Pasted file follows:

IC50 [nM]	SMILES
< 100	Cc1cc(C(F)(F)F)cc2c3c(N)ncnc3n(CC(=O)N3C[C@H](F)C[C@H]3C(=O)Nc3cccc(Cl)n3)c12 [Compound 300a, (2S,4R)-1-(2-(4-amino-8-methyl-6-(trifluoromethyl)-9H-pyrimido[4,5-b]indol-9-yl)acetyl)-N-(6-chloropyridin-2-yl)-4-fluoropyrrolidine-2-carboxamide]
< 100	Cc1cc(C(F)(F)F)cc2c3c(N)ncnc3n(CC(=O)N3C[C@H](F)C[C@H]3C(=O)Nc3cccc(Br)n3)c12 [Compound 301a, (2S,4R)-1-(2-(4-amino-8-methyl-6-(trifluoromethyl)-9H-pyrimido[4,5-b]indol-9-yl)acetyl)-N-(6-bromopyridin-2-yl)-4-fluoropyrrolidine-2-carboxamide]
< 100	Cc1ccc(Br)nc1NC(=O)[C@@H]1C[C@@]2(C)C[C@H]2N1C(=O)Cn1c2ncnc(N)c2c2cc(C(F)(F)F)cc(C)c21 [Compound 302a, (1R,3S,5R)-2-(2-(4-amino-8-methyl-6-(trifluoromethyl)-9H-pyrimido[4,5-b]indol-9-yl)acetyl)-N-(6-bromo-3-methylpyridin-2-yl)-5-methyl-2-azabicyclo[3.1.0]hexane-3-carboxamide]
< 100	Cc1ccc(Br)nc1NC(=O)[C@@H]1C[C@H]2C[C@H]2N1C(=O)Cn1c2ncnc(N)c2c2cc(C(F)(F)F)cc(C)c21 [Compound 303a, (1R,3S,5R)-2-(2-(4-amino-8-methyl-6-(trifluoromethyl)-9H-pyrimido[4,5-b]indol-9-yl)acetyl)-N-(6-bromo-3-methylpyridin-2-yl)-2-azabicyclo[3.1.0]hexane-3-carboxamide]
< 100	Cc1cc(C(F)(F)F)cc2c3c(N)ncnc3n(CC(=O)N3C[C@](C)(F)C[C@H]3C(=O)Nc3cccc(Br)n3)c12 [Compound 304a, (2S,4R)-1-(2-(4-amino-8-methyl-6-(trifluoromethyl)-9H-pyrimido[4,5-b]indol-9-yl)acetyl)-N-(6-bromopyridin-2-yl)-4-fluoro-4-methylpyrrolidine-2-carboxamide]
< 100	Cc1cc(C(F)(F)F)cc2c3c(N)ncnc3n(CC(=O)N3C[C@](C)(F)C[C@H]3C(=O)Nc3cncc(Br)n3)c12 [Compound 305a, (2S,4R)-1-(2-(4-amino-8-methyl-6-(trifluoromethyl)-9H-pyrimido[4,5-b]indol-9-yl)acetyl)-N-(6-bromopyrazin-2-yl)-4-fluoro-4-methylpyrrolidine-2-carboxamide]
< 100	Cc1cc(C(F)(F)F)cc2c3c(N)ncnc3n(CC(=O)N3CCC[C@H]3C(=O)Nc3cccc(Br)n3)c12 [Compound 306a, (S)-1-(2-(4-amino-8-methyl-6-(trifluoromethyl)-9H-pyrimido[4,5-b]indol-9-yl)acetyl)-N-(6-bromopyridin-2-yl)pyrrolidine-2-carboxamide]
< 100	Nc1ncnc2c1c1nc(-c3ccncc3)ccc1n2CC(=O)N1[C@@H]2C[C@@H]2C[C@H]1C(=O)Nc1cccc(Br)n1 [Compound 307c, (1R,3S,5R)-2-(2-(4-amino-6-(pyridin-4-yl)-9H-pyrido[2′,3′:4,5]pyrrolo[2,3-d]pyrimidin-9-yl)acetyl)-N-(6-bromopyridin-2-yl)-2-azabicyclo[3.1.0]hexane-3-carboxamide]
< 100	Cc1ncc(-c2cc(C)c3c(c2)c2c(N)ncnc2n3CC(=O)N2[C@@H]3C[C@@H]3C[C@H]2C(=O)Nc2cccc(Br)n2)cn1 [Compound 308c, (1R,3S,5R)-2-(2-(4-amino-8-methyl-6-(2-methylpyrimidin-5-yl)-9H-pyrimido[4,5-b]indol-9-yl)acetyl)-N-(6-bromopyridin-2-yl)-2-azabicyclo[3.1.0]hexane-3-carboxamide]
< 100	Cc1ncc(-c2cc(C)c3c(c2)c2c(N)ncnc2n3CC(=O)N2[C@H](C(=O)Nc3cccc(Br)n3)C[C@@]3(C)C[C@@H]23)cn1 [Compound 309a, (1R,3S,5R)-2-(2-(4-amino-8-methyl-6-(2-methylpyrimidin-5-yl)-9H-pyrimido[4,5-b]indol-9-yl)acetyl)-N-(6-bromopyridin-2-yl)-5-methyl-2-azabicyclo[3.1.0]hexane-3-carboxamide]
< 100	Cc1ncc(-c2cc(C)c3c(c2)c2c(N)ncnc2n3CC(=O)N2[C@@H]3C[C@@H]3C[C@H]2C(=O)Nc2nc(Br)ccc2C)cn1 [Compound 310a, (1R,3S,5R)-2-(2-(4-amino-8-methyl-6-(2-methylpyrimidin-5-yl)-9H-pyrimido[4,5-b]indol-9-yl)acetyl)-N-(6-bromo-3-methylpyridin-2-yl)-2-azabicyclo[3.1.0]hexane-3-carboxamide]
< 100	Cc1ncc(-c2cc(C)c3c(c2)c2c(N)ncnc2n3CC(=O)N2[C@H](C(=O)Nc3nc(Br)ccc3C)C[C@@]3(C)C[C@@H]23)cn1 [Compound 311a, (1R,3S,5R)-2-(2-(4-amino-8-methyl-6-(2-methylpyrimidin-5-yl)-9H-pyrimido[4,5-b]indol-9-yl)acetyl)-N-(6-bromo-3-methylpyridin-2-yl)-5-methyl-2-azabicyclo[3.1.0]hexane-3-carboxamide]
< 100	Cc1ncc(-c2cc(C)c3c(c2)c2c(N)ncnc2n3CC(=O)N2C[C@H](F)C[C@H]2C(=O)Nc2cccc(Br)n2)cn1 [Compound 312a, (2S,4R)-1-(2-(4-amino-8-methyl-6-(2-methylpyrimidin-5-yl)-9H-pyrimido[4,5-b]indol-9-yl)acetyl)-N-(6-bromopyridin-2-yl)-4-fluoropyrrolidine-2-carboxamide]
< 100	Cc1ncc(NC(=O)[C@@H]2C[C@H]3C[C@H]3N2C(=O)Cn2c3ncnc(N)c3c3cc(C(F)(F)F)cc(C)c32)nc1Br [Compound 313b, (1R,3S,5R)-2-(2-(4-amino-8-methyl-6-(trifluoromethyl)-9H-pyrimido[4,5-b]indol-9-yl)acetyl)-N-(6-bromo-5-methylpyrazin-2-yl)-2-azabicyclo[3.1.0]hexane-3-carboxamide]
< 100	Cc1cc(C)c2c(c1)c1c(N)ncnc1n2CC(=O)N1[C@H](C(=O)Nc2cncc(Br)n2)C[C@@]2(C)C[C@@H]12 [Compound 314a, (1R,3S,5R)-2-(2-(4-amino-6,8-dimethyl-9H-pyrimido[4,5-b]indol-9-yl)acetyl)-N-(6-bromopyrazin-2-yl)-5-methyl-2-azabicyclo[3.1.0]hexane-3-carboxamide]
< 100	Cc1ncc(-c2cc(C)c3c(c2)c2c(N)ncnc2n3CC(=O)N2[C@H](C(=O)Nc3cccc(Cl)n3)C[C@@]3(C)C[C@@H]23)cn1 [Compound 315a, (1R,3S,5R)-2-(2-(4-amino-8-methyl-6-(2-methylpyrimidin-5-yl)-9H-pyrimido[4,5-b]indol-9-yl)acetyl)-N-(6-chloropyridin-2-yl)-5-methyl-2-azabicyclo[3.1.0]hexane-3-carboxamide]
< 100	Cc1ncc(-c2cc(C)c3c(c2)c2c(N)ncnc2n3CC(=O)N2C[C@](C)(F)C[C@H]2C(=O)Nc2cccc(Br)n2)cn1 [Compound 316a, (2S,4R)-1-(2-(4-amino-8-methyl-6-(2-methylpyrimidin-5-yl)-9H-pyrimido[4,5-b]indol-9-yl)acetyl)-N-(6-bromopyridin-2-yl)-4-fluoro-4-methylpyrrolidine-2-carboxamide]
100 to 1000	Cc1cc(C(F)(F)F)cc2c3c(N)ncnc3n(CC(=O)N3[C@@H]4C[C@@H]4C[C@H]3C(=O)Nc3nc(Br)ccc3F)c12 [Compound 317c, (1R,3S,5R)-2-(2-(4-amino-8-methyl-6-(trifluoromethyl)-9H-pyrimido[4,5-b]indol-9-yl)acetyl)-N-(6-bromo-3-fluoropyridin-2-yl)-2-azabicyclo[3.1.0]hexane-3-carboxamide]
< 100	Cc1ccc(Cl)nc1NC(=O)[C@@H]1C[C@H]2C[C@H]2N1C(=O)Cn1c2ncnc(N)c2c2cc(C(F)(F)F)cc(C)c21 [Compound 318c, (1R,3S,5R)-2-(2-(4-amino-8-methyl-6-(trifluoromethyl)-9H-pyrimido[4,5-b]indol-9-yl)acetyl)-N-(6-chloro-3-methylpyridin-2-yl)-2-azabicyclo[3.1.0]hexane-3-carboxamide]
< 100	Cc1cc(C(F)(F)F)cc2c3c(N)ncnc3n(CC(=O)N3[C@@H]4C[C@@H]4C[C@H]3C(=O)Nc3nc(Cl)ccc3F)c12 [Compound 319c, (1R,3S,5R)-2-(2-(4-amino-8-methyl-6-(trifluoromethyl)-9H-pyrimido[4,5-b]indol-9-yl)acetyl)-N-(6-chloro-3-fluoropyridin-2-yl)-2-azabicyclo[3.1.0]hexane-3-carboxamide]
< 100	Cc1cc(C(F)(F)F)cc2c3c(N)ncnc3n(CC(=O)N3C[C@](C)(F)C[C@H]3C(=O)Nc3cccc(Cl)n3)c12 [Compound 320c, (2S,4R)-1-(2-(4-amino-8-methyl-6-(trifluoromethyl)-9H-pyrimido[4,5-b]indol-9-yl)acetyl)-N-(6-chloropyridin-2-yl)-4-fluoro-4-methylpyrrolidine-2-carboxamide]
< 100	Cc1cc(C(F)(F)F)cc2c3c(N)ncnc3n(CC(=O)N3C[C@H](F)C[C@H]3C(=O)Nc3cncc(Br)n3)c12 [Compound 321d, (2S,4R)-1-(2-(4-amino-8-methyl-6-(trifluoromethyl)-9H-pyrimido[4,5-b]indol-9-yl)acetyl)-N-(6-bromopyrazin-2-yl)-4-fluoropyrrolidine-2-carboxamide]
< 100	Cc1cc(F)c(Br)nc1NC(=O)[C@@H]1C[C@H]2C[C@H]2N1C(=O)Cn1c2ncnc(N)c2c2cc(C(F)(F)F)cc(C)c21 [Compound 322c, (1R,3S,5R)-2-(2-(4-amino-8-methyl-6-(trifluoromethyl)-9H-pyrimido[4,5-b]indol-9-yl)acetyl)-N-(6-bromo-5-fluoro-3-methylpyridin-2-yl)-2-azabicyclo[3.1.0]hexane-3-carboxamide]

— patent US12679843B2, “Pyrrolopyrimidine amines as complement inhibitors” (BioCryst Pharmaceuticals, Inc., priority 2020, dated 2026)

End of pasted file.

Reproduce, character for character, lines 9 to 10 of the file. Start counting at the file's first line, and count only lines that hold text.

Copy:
< 100	Nc1ncnc2c1c1nc(-c3ccncc3)ccc1n2CC(=O)N1[C@@H]2C[C@@H]2C[C@H]1C(=O)Nc1cccc(Br)n1 [Compound 307c, (1R,3S,5R)-2-(2-(4-amino-6-(pyridin-4-yl)-9H-pyrido[2′,3′:4,5]pyrrolo[2,3-d]pyrimidin-9-yl)acetyl)-N-(6-bromopyridin-2-yl)-2-azabicyclo[3.1.0]hexane-3-carboxamide]
< 100	Cc1ncc(-c2cc(C)c3c(c2)c2c(N)ncnc2n3CC(=O)N2[C@@H]3C[C@@H]3C[C@H]2C(=O)Nc2cccc(Br)n2)cn1 [Compound 308c, (1R,3S,5R)-2-(2-(4-amino-8-methyl-6-(2-methylpyrimidin-5-yl)-9H-pyrimido[4,5-b]indol-9-yl)acetyl)-N-(6-bromopyridin-2-yl)-2-azabicyclo[3.1.0]hexane-3-carboxamide]